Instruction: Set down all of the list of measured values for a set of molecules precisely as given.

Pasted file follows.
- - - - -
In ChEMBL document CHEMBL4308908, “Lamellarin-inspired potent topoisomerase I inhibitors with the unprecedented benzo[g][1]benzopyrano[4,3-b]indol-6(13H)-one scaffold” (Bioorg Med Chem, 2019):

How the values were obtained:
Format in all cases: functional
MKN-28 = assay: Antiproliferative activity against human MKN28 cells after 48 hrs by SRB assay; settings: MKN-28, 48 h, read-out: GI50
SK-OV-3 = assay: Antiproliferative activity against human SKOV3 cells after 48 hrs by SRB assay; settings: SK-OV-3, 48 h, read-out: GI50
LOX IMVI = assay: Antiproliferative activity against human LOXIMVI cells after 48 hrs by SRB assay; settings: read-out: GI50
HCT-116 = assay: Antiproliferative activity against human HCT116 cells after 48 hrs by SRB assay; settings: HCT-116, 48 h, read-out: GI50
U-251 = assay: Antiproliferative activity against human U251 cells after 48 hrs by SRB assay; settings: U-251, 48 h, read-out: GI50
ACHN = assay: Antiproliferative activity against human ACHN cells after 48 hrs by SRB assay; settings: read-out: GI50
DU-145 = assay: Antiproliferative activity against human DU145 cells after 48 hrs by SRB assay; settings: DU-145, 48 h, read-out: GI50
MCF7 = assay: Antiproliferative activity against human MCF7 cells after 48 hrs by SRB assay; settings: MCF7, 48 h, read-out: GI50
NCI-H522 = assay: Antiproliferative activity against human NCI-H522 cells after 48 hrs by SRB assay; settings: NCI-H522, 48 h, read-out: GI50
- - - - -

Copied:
In ChEMBL document CHEMBL4308908, “Lamellarin-inspired potent topoisomerase I inhibitors with the unprecedented benzo[g][1]benzopyrano[4,3-b]indol-6(13H)-one scaffold” (Bioorg Med Chem, 2019):

How the values were obtained:
Format in all cases: functional
MKN-28 = assay: Antiproliferative activity against human MKN28 cells after 48 hrs by SRB assay; settings: MKN-28, 48 h, read-out: GI50
SK-OV-3 = assay: Antiproliferative activity against human SKOV3 cells after 48 hrs by SRB assay; settings: SK-OV-3, 48 h, read-out: GI50
LOX IMVI = assay: Antiproliferative activity against human LOXIMVI cells after 48 hrs by SRB assay; settings: read-out: GI50
HCT-116 = assay: Antiproliferative activity against human HCT116 cells after 48 hrs by SRB assay; settings: HCT-116, 48 h, read-out: GI50
U-251 = assay: Antiproliferative activity against human U251 cells after 48 hrs by SRB assay; settings: U-251, 48 h, read-out: GI50
ACHN = assay: Antiproliferative activity against human ACHN cells after 48 hrs by SRB assay; settings: read-out: GI50
DU-145 = assay: Antiproliferative activity against human DU145 cells after 48 hrs by SRB assay; settings: DU-145, 48 h, read-out: GI50
MCF7 = assay: Antiproliferative activity against human MCF7 cells after 48 hrs by SRB assay; settings: MCF7, 48 h, read-out: GI50
NCI-H522 = assay: Antiproliferative activity against human NCI-H522 cells after 48 hrs by SRB assay; settings: NCI-H522, 48 h, read-out: GI50